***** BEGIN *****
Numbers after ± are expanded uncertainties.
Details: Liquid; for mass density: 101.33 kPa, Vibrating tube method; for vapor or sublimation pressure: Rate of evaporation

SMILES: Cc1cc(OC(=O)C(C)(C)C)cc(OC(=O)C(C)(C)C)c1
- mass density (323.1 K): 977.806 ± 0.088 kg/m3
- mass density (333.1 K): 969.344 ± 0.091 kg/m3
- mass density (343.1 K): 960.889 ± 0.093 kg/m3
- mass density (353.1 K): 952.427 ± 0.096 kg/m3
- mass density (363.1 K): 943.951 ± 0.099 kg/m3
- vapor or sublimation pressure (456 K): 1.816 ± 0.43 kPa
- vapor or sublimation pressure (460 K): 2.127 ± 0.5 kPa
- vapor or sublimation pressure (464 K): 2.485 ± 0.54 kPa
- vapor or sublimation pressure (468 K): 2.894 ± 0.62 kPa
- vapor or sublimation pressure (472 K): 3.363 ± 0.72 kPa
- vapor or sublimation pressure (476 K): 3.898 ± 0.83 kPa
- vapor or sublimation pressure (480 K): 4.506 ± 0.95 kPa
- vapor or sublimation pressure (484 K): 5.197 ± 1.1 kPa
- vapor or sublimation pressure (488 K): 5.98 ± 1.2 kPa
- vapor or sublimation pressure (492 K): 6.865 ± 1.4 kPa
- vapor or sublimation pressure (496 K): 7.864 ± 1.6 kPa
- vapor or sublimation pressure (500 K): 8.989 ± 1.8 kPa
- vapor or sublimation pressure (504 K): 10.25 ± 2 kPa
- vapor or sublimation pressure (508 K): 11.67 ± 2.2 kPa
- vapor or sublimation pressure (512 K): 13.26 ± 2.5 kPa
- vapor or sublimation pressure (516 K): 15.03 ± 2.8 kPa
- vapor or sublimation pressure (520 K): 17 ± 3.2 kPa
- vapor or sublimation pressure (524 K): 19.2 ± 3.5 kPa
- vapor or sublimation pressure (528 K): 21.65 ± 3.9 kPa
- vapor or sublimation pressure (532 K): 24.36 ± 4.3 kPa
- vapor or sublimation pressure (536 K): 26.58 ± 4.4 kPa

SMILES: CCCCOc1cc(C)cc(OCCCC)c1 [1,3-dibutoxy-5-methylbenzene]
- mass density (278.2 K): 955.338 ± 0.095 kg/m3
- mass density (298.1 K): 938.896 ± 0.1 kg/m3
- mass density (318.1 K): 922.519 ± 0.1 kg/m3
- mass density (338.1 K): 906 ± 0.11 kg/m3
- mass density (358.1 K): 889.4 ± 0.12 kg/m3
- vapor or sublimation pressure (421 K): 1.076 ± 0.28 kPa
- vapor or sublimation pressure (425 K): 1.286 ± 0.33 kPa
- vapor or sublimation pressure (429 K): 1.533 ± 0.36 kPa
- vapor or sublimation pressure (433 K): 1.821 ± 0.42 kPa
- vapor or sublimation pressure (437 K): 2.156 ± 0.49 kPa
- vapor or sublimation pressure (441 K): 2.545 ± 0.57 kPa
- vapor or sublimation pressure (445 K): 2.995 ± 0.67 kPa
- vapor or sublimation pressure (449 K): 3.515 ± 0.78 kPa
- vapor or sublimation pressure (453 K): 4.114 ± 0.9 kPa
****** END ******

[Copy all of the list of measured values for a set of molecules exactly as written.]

Numbers after ± are expanded uncertainties.
Details: Liquid; for mass density: 101.33 kPa, Vibrating tube method; for vapor or sublimation pressure: Rate of evaporation

SMILES: Cc1cc(OC(=O)C(C)(C)C)cc(OC(=O)C(C)(C)C)c1
- mass density (323.1 K): 977.806 ± 0.088 kg/m3
- mass density (333.1 K): 969.344 ± 0.091 kg/m3
- mass density (343.1 K): 960.889 ± 0.093 kg/m3
- mass density (353.1 K): 952.427 ± 0.096 kg/m3
- mass density (363.1 K): 943.951 ± 0.099 kg/m3
- vapor or sublimation pressure (456 K): 1.816 ± 0.43 kPa
- vapor or sublimation pressure (460 K): 2.127 ± 0.5 kPa
- vapor or sublimation pressure (464 K): 2.485 ± 0.54 kPa
- vapor or sublimation pressure (468 K): 2.894 ± 0.62 kPa
- vapor or sublimation pressure (472 K): 3.363 ± 0.72 kPa
- vapor or sublimation pressure (476 K): 3.898 ± 0.83 kPa
- vapor or sublimation pressure (480 K): 4.506 ± 0.95 kPa
- vapor or sublimation pressure (484 K): 5.197 ± 1.1 kPa
- vapor or sublimation pressure (488 K): 5.98 ± 1.2 kPa
- vapor or sublimation pressure (492 K): 6.865 ± 1.4 kPa
- vapor or sublimation pressure (496 K): 7.864 ± 1.6 kPa
- vapor or sublimation pressure (500 K): 8.989 ± 1.8 kPa
- vapor or sublimation pressure (504 K): 10.25 ± 2 kPa
- vapor or sublimation pressure (508 K): 11.67 ± 2.2 kPa
- vapor or sublimation pressure (512 K): 13.26 ± 2.5 kPa
- vapor or sublimation pressure (516 K): 15.03 ± 2.8 kPa
- vapor or sublimation pressure (520 K): 17 ± 3.2 kPa
- vapor or sublimation pressure (524 K): 19.2 ± 3.5 kPa
- vapor or sublimation pressure (528 K): 21.65 ± 3.9 kPa
- vapor or sublimation pressure (532 K): 24.36 ± 4.3 kPa
- vapor or sublimation pressure (536 K): 26.58 ± 4.4 kPa

SMILES: CCCCOc1cc(C)cc(OCCCC)c1 [1,3-dibutoxy-5-methylbenzene]
- mass density (278.2 K): 955.338 ± 0.095 kg/m3
- mass density (298.1 K): 938.896 ± 0.1 kg/m3
- mass density (318.1 K): 922.519 ± 0.1 kg/m3
- mass density (338.1 K): 906 ± 0.11 kg/m3
- mass density (358.1 K): 889.4 ± 0.12 kg/m3
- vapor or sublimation pressure (421 K): 1.076 ± 0.28 kPa
- vapor or sublimation pressure (425 K): 1.286 ± 0.33 kPa
- vapor or sublimation pressure (429 K): 1.533 ± 0.36 kPa
- vapor or sublimation pressure (433 K): 1.821 ± 0.42 kPa
- vapor or sublimation pressure (437 K): 2.156 ± 0.49 kPa
- vapor or sublimation pressure (441 K): 2.545 ± 0.57 kPa
- vapor or sublimation pressure (445 K): 2.995 ± 0.67 kPa
- vapor or sublimation pressure (449 K): 3.515 ± 0.78 kPa
- vapor or sublimation pressure (453 K): 4.114 ± 0.9 kPa